Most telecom law is dictated by federal statute, which complicates state-level reform efforts. The optimum reform would be elimination of the forced-access regime by Congress. However, the Michigan Legislature and the Public Service Commission can take steps now to improve the regulatory environment, particularly as the FCC devolves some authority to the states despite congressional intent.
The Federal Communications Commission has authorized states to analyze whether market conditions warrant forced access. This requires the Michigan Public Service Commission first to define what geographic area constitutes a market. It will also be necessary for the commission to gauge the level of existing competition in each defined market to determine the feasibility of offering rival local calling services. In its deliberations, the MPSC should:
Adopt the definition of a “market” based on past FCC practice — the Metropolitan Statistical Area (MSA). If the Michigan Public Service Commission defines a market too narrowly or too broadly, the actual level of service choices available to consumers will be inaccurate. This would result in lax eligibility standards.
Account for the robust competition in wireless, cable and satellite telephony in determing the level of market competition. The commission should not restrict its analysis of market competition to the wire line network. To do so would be to ignore the fastest-growing segments of the telecom market. This would result in unjustified subsidies, continued market distortions and economic losses.
Set limits on competitors’ use of forced access. Technological innovation can radically change market conditions in a short time. Competitors who take advantage of subsidized access should be required to undergo a periodic review of eligibility. Whether they make any attempt to invest in independent facilities, as Congress intended, should be taken into account.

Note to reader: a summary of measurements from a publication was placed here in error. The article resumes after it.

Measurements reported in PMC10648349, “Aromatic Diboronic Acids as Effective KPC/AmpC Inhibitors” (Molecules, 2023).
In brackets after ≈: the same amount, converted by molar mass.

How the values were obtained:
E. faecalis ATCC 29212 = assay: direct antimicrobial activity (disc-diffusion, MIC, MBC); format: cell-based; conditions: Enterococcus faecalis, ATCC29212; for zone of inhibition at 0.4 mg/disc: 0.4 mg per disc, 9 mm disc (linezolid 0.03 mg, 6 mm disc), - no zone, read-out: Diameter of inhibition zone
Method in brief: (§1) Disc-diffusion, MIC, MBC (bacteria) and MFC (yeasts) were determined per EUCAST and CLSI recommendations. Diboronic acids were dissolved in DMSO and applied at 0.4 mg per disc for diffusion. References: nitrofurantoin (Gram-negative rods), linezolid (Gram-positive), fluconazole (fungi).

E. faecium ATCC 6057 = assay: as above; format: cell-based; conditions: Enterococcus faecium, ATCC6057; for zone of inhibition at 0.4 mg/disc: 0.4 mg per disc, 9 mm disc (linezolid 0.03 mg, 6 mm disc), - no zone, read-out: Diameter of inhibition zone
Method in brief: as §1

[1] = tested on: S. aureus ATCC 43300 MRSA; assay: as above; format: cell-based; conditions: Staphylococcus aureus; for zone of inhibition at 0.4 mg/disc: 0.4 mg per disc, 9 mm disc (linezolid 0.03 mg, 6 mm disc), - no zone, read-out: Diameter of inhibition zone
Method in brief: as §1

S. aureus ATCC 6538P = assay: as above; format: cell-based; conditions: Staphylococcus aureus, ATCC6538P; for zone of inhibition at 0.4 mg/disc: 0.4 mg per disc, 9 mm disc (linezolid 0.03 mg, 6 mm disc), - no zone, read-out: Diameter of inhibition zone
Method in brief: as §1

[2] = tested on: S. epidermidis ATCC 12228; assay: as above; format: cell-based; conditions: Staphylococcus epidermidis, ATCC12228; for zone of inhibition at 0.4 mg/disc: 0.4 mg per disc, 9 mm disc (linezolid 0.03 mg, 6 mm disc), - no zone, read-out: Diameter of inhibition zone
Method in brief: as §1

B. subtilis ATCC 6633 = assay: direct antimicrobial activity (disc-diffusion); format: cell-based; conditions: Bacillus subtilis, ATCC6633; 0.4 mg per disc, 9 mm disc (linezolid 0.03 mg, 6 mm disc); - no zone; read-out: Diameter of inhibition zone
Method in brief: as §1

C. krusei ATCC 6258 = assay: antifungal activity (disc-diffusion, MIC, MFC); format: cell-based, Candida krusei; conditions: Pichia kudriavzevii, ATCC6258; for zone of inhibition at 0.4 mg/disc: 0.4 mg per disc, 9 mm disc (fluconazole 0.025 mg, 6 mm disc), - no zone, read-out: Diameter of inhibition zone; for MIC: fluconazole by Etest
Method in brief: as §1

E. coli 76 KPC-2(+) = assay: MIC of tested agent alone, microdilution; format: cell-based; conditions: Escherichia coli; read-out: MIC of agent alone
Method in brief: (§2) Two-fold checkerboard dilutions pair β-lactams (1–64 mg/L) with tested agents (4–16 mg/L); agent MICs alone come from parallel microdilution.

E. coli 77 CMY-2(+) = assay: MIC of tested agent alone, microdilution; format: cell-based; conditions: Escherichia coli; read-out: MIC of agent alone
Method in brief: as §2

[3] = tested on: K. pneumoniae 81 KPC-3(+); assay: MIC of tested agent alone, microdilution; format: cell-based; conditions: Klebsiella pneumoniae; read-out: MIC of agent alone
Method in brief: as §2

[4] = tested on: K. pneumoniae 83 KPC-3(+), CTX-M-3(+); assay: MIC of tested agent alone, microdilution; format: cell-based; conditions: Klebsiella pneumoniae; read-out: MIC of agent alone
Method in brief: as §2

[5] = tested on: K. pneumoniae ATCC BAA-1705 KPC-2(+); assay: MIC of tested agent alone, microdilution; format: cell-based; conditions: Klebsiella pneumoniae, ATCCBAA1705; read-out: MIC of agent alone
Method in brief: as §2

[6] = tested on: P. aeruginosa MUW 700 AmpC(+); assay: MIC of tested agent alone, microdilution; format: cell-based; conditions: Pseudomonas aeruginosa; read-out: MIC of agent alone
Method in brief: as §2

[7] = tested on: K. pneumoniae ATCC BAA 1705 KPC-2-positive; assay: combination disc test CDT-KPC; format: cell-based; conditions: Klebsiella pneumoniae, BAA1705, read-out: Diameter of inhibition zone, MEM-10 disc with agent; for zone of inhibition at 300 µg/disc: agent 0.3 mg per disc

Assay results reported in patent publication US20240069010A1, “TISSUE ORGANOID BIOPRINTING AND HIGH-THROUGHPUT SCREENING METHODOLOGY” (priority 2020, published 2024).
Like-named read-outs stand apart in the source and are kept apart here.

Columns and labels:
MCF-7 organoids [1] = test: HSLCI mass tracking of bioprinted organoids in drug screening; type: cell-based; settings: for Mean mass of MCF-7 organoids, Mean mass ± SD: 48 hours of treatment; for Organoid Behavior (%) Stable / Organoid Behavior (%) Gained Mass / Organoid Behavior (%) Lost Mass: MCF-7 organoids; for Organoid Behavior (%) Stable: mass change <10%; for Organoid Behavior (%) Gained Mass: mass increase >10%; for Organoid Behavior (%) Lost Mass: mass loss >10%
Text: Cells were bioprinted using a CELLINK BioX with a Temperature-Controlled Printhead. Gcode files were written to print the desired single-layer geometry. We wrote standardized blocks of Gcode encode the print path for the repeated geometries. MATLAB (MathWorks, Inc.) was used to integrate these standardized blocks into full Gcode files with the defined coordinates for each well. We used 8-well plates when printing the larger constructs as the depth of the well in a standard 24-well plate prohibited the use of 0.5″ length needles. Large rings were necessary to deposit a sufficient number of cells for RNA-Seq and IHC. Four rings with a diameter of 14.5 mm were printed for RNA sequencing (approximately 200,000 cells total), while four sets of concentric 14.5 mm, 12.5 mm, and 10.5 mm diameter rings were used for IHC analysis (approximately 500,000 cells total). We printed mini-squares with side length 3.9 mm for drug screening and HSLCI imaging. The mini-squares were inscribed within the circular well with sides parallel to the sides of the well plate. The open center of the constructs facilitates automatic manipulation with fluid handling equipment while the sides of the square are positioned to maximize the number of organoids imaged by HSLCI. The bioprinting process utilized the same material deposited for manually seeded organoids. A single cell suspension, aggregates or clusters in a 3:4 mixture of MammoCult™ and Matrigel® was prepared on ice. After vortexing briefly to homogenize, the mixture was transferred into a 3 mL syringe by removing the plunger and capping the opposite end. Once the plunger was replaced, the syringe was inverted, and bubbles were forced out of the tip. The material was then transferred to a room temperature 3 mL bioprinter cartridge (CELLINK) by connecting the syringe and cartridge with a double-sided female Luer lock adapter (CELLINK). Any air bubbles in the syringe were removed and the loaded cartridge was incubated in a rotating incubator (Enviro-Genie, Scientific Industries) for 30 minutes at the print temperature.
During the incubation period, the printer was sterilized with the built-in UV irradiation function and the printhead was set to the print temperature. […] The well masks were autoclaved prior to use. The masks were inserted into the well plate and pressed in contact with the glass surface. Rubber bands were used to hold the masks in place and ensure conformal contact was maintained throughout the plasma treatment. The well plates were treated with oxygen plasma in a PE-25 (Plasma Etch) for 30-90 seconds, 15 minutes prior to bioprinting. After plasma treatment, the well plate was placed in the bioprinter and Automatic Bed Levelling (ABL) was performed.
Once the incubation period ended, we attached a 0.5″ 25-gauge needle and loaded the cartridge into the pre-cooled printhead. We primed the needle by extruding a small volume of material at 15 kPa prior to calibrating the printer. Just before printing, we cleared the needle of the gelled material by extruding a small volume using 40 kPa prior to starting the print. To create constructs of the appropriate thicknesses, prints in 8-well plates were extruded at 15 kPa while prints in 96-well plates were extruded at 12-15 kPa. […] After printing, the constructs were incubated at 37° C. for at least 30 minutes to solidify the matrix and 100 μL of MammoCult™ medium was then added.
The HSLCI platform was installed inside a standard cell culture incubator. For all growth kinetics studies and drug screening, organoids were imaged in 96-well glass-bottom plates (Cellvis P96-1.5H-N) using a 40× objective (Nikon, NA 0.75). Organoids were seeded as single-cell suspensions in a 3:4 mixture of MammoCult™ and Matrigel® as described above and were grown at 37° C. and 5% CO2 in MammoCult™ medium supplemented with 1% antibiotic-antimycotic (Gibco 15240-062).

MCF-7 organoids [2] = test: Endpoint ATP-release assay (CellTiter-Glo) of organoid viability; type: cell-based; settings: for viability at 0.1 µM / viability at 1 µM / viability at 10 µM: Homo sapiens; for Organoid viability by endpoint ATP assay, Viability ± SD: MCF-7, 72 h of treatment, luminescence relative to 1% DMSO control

Reinstate the original timetable for review. The delay recently imposed by the commission has serious negative economic repercussions for the incumbent networks.
Discard the flawed assumptions that understate the costs of operating the incumbent network. New rates must not impose a cost on incumbent service providers.
Factor in the advantages that a competitor would gain by building an independent network. To analyze only the costs of constructing new facilities would be to ignore the competitive advantages of a more modern, efficient network.
Closely monitor the Public Service Commission to ensure that rates and standards do not undermine the economic viability and reliability of the wire line network.
Encourage colleagues to use their power of appropriations to force the Federal Communications Commission to follow the intent of Congress in drafting regulations.
Recognize the failure of the forced-access approach, and work to end it through reform of the Telecommunications Act.
The MPSC has announced its intention to review the below-cost rates paid to incumbents for use of their networks by competitors. In undertaking this review, the commission should:
Lawmakers also have an important oversight role to play. The Legislature should:
The Michigan delegation to Congress should: